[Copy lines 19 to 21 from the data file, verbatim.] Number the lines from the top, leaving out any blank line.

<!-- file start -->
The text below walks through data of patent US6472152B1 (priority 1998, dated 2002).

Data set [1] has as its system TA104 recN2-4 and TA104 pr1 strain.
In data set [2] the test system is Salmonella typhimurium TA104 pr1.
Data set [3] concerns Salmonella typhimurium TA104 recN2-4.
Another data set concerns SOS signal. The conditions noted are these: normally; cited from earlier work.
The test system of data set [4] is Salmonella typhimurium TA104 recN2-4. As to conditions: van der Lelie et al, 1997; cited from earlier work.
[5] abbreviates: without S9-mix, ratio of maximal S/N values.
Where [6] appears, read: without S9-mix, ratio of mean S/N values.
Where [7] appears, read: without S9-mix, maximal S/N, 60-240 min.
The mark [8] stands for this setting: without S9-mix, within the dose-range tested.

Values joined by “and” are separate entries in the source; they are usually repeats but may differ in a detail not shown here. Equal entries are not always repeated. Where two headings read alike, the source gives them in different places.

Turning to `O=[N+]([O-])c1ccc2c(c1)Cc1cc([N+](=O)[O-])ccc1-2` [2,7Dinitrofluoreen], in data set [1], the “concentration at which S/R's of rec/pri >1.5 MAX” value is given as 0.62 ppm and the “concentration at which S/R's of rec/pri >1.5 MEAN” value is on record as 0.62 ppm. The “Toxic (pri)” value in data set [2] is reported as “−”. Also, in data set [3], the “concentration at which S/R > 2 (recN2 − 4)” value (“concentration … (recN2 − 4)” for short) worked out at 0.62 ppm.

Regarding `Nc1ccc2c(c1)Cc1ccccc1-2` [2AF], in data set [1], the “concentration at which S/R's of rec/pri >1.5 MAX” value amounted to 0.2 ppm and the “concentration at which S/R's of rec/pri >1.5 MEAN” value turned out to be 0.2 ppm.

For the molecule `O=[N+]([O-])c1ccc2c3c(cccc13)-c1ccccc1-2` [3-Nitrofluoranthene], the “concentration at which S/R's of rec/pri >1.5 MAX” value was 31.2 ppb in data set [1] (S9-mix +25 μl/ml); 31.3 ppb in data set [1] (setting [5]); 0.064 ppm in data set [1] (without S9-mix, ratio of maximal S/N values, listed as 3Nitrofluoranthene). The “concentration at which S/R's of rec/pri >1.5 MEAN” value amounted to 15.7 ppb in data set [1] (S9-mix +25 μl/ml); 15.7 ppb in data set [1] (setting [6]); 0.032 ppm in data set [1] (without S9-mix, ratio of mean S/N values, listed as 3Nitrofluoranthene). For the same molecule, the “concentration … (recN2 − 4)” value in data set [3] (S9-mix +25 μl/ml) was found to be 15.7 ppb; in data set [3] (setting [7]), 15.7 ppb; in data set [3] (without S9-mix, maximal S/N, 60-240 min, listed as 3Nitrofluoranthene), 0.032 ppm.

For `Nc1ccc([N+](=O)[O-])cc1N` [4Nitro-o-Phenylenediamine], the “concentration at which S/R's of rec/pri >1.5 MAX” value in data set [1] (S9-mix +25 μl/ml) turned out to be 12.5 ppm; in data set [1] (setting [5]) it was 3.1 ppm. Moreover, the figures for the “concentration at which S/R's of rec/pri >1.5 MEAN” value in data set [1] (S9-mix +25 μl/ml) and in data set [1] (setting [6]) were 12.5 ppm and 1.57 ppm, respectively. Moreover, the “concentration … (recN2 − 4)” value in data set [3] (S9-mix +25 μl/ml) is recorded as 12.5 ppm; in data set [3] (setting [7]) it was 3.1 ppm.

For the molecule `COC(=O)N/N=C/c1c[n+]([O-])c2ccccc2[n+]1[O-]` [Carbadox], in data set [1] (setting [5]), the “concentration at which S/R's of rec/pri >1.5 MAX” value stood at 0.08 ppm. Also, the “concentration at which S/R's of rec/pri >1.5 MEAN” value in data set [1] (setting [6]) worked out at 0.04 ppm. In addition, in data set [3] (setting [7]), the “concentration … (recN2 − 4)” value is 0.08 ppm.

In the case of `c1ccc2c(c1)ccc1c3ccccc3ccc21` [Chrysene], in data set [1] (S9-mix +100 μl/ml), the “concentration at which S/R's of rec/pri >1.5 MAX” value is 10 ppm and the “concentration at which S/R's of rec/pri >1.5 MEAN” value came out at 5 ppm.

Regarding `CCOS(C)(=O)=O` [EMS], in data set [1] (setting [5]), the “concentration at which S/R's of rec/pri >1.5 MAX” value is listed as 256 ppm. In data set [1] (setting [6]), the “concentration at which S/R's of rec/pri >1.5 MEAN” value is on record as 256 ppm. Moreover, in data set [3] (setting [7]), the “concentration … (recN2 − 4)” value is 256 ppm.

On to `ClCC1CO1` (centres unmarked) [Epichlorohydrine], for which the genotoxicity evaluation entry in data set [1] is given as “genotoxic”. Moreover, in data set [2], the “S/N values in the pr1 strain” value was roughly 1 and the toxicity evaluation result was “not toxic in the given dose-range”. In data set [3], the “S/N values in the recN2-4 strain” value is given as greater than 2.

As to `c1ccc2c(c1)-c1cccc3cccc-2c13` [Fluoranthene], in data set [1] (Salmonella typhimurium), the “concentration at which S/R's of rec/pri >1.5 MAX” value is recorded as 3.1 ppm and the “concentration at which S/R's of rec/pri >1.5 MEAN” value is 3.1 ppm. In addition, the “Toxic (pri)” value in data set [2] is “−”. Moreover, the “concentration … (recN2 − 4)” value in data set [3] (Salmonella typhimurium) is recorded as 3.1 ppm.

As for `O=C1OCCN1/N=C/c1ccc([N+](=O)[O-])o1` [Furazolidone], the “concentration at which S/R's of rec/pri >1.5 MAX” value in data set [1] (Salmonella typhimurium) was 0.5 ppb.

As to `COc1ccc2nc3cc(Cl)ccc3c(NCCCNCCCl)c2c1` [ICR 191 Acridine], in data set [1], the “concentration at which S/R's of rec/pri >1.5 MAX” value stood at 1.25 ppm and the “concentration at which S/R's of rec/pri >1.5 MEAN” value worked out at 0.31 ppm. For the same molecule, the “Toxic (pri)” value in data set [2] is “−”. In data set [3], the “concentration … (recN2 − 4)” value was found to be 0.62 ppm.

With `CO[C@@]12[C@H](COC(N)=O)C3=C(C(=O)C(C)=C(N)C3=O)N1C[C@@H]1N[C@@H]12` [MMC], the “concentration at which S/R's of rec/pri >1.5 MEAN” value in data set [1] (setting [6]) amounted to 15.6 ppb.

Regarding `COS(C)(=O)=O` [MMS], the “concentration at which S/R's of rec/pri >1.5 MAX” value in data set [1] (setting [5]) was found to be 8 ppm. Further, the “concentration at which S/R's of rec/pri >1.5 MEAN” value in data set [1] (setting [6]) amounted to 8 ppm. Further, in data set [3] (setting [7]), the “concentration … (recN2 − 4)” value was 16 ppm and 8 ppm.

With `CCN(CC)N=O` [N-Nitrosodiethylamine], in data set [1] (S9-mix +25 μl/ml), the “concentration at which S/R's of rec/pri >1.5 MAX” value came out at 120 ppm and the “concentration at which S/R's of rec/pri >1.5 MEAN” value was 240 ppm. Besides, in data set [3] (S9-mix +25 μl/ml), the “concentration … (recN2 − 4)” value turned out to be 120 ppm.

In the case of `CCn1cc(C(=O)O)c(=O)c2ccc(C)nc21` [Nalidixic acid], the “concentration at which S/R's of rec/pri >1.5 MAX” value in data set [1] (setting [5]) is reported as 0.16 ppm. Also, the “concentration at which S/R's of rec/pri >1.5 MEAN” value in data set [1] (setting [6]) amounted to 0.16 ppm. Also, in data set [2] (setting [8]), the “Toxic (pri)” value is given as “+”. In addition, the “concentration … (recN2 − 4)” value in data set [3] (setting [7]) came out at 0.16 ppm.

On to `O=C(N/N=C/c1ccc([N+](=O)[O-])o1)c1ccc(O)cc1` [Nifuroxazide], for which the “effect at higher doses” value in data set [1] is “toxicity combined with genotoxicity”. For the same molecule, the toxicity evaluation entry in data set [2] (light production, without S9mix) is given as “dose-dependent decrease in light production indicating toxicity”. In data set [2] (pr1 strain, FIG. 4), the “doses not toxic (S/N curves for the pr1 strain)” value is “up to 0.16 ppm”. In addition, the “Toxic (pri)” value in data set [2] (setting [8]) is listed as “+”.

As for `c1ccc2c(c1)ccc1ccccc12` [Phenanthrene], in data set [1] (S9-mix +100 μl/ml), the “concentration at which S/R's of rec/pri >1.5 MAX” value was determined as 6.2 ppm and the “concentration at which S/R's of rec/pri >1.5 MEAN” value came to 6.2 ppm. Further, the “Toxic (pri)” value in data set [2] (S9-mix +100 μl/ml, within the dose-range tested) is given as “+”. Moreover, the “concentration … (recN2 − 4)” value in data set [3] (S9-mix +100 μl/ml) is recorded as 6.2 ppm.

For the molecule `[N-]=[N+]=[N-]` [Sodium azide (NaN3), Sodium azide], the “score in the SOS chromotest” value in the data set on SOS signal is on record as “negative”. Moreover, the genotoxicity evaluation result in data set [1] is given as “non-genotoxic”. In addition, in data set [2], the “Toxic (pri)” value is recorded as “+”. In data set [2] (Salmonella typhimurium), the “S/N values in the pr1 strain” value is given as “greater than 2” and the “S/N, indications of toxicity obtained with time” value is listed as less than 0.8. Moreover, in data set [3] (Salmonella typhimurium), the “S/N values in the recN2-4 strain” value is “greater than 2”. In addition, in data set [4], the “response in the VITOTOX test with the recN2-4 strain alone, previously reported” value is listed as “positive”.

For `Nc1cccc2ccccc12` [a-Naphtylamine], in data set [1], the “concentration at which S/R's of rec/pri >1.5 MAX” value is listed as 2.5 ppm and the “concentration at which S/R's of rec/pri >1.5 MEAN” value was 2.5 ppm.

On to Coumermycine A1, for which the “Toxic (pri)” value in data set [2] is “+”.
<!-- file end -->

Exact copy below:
On to `ClCC1CO1` (centres unmarked) [Epichlorohydrine], for which the genotoxicity evaluation entry in data set [1] is given as “genotoxic”. Moreover, in data set [2], the “S/N values in the pr1 strain” value was roughly 1 and the toxicity evaluation result was “not toxic in the given dose-range”. In data set [3], the “S/N values in the recN2-4 strain” value is given as greater than 2.

As to `c1ccc2c(c1)-c1cccc3cccc-2c13` [Fluoranthene], in data set [1] (Salmonella typhimurium), the “concentration at which S/R's of rec/pri >1.5 MAX” value is recorded as 3.1 ppm and the “concentration at which S/R's of rec/pri >1.5 MEAN” value is 3.1 ppm. In addition, the “Toxic (pri)” value in data set [2] is “−”. Moreover, the “concentration … (recN2 − 4)” value in data set [3] (Salmonella typhimurium) is recorded as 3.1 ppm.

As for `O=C1OCCN1/N=C/c1ccc([N+](=O)[O-])o1` [Furazolidone], the “concentration at which S/R's of rec/pri >1.5 MAX” value in data set [1] (Salmonella typhimurium) was 0.5 ppb.